Cambridge City Councilors passed a proposal to rent non-congregate housing for the city’s unhoused population and received an update on the Covid-19 vaccine rollout during a Wednesday meeting.
On Friday, the Cambridge Educators Association voted to declare it had “no confidence” in Superintendent Kenneth N. Salim and the Cambridge School Committee. Cambridge Public Schools has had to balance the pitfalls of remote learning and the need to keep students and educators safe this year.
During a tumultuous four years under the administration of Donald J. Trump, local leaders have dealt with the fallout of how its policies trickled down into the lives of Cambridge residents. While Covid-19 and economic fallout raged nationally, the city’s top issues — homelessness, food insecurity, and small business erosion — have all been exacerbated.
In a marathon meeting Thursday night, the Cambridge School Committee approved a proposal for remote-only learning for most Cambridge Public School students in grades 4-12, allowing preschool through third-grade families to opt for some in-person learning.
As the coronavirus pandemic forces retailers to close and students to evacuate campus, the city of Cambridge must rely more heavily on the University to weather the pandemic.
The City of Cambridge announced the cancellation of all “non-essential” city meetings and the closure of all public schools Thursday.
Cambridge City Council approved an order Monday night that could potentially lower the voting age for Cambridge’s municipal elections
The Cambridge City Council voted at its meeting Monday to adopt a budget for fiscal year 2020 that represents the largest spending increase in city history.
Harvard presented its annual Town Gown report to the Cambridge Planning Board Tuesday, outlining 2018 campus infrastructure projects, University initiatives, and affiliate statistics.
For some local students, Harvard programs have given them a glimpse of research and academics on a college campus. Some students from groups underrepresented on college campuses say the experience of working with Harvard students and faculty influenced their academic plans.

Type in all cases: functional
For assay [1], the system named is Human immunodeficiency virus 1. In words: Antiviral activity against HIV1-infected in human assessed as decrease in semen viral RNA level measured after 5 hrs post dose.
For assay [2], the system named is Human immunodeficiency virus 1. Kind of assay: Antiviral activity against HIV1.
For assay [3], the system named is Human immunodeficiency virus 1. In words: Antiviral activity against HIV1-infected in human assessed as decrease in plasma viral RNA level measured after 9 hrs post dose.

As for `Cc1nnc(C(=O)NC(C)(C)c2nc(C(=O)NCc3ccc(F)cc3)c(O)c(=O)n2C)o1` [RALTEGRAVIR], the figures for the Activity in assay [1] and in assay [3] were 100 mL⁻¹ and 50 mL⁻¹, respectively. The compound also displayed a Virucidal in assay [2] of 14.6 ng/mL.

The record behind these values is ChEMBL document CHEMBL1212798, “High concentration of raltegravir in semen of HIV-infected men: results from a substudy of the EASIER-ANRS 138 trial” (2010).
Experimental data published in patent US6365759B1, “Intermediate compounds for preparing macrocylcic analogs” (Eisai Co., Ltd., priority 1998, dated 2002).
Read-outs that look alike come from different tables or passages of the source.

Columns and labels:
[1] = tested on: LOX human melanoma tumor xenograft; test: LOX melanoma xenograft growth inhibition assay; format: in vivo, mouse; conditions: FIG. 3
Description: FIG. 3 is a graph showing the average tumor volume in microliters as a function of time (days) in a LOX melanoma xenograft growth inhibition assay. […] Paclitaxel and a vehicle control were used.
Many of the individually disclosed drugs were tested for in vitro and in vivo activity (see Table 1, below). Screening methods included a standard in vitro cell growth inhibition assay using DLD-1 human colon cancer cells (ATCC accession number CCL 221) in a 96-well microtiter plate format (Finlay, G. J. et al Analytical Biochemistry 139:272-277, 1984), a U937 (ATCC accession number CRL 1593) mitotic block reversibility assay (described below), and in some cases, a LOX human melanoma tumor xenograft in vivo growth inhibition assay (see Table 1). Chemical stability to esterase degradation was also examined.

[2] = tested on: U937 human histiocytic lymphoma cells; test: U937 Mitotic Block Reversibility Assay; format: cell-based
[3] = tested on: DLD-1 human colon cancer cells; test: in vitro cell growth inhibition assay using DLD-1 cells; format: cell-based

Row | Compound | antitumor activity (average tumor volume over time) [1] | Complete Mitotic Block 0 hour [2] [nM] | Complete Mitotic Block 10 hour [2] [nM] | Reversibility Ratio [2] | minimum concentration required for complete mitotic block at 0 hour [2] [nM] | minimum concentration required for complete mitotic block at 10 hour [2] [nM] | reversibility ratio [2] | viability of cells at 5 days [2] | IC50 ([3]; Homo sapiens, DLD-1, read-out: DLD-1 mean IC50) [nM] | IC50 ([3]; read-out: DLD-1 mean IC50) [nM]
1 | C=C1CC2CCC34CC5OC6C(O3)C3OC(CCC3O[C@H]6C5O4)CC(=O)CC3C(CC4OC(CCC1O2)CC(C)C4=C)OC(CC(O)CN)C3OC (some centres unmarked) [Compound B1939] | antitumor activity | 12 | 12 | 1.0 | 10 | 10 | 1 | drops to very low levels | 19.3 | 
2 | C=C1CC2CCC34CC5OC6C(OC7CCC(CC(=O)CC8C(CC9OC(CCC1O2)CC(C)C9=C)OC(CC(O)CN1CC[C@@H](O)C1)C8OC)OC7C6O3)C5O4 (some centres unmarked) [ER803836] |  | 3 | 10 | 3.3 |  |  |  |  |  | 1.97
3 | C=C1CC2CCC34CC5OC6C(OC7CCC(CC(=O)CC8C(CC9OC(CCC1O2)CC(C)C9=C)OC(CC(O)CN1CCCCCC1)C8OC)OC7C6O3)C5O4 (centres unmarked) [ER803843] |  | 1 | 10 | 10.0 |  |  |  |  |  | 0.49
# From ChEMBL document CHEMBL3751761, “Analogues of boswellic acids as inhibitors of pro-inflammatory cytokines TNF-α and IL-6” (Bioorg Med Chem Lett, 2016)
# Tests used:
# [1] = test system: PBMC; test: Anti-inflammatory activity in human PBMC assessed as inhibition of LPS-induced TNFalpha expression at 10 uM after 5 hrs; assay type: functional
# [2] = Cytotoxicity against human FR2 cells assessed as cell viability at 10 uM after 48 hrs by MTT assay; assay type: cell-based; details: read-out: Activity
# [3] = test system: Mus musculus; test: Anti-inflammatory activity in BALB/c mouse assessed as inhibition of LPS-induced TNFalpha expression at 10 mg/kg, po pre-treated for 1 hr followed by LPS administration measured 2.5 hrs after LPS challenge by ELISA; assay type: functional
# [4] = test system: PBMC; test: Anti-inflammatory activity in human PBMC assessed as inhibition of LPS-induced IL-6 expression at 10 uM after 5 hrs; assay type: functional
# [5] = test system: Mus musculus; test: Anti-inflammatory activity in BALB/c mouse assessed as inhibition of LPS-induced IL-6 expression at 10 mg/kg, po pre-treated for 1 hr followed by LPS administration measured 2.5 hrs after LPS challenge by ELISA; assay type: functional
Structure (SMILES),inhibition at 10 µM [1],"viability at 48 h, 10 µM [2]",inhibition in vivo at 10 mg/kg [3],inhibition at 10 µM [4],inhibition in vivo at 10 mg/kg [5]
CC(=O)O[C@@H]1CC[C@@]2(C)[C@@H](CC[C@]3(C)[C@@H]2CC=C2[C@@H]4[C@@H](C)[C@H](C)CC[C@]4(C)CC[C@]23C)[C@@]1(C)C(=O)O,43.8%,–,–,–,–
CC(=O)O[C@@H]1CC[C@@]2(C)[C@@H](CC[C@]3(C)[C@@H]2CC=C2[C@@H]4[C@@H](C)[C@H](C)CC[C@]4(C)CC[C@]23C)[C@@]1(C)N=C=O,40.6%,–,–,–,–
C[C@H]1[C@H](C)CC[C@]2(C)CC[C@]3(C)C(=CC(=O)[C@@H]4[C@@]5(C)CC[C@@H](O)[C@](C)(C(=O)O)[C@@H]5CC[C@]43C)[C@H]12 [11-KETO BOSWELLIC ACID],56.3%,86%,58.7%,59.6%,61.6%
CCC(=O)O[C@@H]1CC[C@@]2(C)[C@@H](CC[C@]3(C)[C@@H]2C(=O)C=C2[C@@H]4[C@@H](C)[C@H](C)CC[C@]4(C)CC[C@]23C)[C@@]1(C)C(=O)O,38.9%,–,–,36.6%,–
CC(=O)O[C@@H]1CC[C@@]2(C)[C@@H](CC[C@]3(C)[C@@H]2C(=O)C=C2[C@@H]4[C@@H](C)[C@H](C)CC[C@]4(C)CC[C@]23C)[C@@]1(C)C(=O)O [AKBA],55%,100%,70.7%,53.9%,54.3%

A preliminary vote count shows Cambridge electing six incumbents and three new officials to City Council.
Will H. MacArthur ’20, a candidate for the School Committee, and Nadya T. Okamoto ’20, a candidate for City Council, launched their respective electoral efforts this year.
Now a student two blocks down the street at Harvard, MacArthur is eyeing a return of sorts: He is planning to run for the Cambridge School Committee, a body that oversees school policies and budgets for the district of roughly 6,500 students.
Cambridge city councillors lauded a recently proposed $574 million city budget for the 2017 fiscal year that appropriated millions of dollars for projects in Harvard Square, and increased educational funding while holding property taxes relatively steady.
Two local high school students are planning the Empathy Project, an initiative to raise awareness of homeless newspaper vendors on May 7, with the support of the Harvard Square Business Association.
Nobel prize-winning author Toni Morrison captivated a packed Sanders Theater with her first lecture as the 2016 Charles Eliot Norton Professor of Poetry Wednesday evening, discussing race and racism, rape, and migration through a series of personal anecdotes and literary selections.
When they take to the polls for the upcoming Cambridge City Council elections on Nov. 3, voters across Cambridge will use their ballots to take sides on a number of issues. The Crimson breaks down the issues and the 23 candidates vying for spots on the Council.